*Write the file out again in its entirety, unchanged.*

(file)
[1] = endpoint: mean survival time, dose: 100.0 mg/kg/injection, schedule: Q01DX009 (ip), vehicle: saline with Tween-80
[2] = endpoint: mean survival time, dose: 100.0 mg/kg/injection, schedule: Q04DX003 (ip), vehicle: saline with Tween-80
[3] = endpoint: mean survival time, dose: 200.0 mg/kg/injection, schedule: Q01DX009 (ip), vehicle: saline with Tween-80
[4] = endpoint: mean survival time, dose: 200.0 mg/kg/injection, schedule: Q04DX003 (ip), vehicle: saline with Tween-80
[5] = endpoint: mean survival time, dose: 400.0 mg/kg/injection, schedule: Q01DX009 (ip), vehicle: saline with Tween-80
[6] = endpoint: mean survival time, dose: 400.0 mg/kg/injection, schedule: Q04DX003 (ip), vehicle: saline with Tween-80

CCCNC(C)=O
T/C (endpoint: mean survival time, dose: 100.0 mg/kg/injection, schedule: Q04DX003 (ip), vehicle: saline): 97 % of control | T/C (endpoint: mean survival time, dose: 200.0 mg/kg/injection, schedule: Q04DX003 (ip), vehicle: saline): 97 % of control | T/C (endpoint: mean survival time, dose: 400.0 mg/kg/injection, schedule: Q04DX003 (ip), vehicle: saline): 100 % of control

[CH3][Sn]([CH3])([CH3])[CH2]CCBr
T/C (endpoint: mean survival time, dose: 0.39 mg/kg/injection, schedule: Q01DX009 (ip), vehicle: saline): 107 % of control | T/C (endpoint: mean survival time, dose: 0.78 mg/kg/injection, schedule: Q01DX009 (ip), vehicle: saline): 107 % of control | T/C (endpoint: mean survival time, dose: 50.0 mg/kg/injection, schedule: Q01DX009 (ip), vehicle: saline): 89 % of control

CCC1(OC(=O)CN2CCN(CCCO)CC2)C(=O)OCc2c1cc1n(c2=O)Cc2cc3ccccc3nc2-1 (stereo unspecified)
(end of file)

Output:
[1] = endpoint: mean survival time, dose: 100.0 mg/kg/injection, schedule: Q01DX009 (ip), vehicle: saline with Tween-80
[2] = endpoint: mean survival time, dose: 100.0 mg/kg/injection, schedule: Q04DX003 (ip), vehicle: saline with Tween-80
[3] = endpoint: mean survival time, dose: 200.0 mg/kg/injection, schedule: Q01DX009 (ip), vehicle: saline with Tween-80
[4] = endpoint: mean survival time, dose: 200.0 mg/kg/injection, schedule: Q04DX003 (ip), vehicle: saline with Tween-80
[5] = endpoint: mean survival time, dose: 400.0 mg/kg/injection, schedule: Q01DX009 (ip), vehicle: saline with Tween-80
[6] = endpoint: mean survival time, dose: 400.0 mg/kg/injection, schedule: Q04DX003 (ip), vehicle: saline with Tween-80

CCCNC(C)=O
T/C (endpoint: mean survival time, dose: 100.0 mg/kg/injection, schedule: Q04DX003 (ip), vehicle: saline): 97 % of control | T/C (endpoint: mean survival time, dose: 200.0 mg/kg/injection, schedule: Q04DX003 (ip), vehicle: saline): 97 % of control | T/C (endpoint: mean survival time, dose: 400.0 mg/kg/injection, schedule: Q04DX003 (ip), vehicle: saline): 100 % of control

[CH3][Sn]([CH3])([CH3])[CH2]CCBr
T/C (endpoint: mean survival time, dose: 0.39 mg/kg/injection, schedule: Q01DX009 (ip), vehicle: saline): 107 % of control | T/C (endpoint: mean survival time, dose: 0.78 mg/kg/injection, schedule: Q01DX009 (ip), vehicle: saline): 107 % of control | T/C (endpoint: mean survival time, dose: 50.0 mg/kg/injection, schedule: Q01DX009 (ip), vehicle: saline): 89 % of control

CCC1(OC(=O)CN2CCN(CCCO)CC2)C(=O)OCc2c1cc1n(c2=O)Cc2cc3ccccc3nc2-1 (stereo unspecified)